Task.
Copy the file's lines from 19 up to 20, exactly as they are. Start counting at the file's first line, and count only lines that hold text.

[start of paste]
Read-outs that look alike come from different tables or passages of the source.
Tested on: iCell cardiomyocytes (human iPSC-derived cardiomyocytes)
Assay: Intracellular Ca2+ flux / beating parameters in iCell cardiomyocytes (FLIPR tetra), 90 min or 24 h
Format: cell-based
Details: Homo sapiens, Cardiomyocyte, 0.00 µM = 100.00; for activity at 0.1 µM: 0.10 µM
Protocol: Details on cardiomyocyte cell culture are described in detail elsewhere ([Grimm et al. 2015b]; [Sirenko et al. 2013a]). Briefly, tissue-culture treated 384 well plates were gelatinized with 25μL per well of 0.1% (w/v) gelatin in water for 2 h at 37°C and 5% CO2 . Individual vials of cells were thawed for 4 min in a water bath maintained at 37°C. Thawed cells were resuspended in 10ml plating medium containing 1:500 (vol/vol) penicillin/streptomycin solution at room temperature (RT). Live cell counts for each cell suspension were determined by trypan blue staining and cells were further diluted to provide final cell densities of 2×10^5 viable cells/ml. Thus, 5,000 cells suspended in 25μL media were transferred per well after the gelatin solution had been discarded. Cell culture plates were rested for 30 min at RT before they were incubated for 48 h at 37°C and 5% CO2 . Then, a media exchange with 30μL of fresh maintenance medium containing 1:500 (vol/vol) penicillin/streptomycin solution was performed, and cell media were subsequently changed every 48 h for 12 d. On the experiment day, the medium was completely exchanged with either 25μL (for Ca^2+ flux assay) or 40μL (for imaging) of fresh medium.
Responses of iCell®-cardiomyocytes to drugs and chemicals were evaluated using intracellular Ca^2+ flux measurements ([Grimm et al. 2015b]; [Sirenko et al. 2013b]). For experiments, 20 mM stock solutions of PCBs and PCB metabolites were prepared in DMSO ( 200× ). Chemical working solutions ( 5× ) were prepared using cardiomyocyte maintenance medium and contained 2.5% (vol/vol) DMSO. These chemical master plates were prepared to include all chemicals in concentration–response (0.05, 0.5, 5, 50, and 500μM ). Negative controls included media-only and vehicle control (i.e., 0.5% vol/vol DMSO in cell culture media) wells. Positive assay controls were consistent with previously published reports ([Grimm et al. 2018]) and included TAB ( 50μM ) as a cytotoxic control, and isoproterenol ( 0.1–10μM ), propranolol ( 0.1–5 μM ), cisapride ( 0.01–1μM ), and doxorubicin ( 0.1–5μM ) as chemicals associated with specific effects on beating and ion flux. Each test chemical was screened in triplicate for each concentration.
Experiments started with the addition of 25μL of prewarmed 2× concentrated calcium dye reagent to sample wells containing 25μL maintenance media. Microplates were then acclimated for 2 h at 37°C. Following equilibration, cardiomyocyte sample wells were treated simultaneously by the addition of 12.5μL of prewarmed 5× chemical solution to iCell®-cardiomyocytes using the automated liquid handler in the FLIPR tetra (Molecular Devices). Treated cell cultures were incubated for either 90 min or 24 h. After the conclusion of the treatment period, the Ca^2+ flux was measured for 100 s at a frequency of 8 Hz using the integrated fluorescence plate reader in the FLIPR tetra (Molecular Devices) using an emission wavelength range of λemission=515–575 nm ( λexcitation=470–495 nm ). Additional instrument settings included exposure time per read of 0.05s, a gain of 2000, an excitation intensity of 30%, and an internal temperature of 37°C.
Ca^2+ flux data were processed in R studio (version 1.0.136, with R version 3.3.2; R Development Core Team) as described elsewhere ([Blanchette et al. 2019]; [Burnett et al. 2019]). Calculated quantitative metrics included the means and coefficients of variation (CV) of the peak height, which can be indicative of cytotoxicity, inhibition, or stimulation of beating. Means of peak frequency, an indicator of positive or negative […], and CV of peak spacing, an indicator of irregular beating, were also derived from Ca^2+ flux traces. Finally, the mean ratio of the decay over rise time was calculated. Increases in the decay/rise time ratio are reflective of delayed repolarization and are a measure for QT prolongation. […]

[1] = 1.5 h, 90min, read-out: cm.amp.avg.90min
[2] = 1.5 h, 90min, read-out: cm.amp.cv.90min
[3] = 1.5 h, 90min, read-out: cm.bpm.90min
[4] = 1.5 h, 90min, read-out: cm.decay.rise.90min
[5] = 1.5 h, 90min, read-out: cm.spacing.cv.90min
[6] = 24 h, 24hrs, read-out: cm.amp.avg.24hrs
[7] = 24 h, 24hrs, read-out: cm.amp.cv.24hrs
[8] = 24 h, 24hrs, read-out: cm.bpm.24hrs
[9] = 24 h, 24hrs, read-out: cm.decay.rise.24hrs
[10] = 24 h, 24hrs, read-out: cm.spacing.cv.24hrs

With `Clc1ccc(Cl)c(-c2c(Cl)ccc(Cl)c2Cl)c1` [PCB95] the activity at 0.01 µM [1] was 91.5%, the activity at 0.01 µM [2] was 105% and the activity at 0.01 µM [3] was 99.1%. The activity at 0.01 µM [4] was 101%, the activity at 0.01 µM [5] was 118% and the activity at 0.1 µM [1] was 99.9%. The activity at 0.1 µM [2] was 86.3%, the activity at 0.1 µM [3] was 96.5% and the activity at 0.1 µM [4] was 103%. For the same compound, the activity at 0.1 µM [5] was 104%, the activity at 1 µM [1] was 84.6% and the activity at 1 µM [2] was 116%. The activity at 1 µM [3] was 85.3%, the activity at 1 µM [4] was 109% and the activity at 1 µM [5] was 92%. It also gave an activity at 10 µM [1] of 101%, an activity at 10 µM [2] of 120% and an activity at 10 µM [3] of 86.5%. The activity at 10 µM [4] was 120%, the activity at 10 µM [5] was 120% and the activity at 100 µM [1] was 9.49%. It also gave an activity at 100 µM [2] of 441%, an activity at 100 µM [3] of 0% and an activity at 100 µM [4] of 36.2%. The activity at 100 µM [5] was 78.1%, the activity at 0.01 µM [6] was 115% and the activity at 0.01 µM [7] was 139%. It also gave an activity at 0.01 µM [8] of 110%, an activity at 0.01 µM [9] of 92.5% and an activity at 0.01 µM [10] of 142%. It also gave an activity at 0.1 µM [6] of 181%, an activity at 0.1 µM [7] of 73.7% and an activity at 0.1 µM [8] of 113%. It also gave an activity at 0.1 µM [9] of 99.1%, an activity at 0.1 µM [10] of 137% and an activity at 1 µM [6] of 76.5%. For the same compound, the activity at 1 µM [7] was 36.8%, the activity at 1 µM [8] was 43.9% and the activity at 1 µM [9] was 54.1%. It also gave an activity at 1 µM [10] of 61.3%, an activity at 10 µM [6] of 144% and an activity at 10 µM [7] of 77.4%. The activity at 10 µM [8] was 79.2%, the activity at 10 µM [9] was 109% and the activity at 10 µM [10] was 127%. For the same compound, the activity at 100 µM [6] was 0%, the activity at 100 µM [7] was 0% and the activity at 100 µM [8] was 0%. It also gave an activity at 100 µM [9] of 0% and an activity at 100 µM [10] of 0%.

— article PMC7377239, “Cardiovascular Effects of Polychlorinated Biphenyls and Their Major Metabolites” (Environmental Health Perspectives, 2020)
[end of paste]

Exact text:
[10] = 24 h, 24hrs, read-out: cm.spacing.cv.24hrs

With `Clc1ccc(Cl)c(-c2c(Cl)ccc(Cl)c2Cl)c1` [PCB95] the activity at 0.01 µM [1] was 91.5%, the activity at 0.01 µM [2] was 105% and the activity at 0.01 µM [3] was 99.1%. The activity at 0.01 µM [4] was 101%, the activity at 0.01 µM [5] was 118% and the activity at 0.1 µM [1] was 99.9%. The activity at 0.1 µM [2] was 86.3%, the activity at 0.1 µM [3] was 96.5% and the activity at 0.1 µM [4] was 103%. For the same compound, the activity at 0.1 µM [5] was 104%, the activity at 1 µM [1] was 84.6% and the activity at 1 µM [2] was 116%. The activity at 1 µM [3] was 85.3%, the activity at 1 µM [4] was 109% and the activity at 1 µM [5] was 92%. It also gave an activity at 10 µM [1] of 101%, an activity at 10 µM [2] of 120% and an activity at 10 µM [3] of 86.5%. The activity at 10 µM [4] was 120%, the activity at 10 µM [5] was 120% and the activity at 100 µM [1] was 9.49%. It also gave an activity at 100 µM [2] of 441%, an activity at 100 µM [3] of 0% and an activity at 100 µM [4] of 36.2%. The activity at 100 µM [5] was 78.1%, the activity at 0.01 µM [6] was 115% and the activity at 0.01 µM [7] was 139%. It also gave an activity at 0.01 µM [8] of 110%, an activity at 0.01 µM [9] of 92.5% and an activity at 0.01 µM [10] of 142%. It also gave an activity at 0.1 µM [6] of 181%, an activity at 0.1 µM [7] of 73.7% and an activity at 0.1 µM [8] of 113%. It also gave an activity at 0.1 µM [9] of 99.1%, an activity at 0.1 µM [10] of 137% and an activity at 1 µM [6] of 76.5%. For the same compound, the activity at 1 µM [7] was 36.8%, the activity at 1 µM [8] was 43.9% and the activity at 1 µM [9] was 54.1%. It also gave an activity at 1 µM [10] of 61.3%, an activity at 10 µM [6] of 144% and an activity at 10 µM [7] of 77.4%. The activity at 10 µM [8] was 79.2%, the activity at 10 µM [9] was 109% and the activity at 10 µM [10] was 127%. For the same compound, the activity at 100 µM [6] was 0%, the activity at 100 µM [7] was 0% and the activity at 100 µM [8] was 0%. It also gave an activity at 100 µM [9] of 0% and an activity at 100 µM [10] of 0%.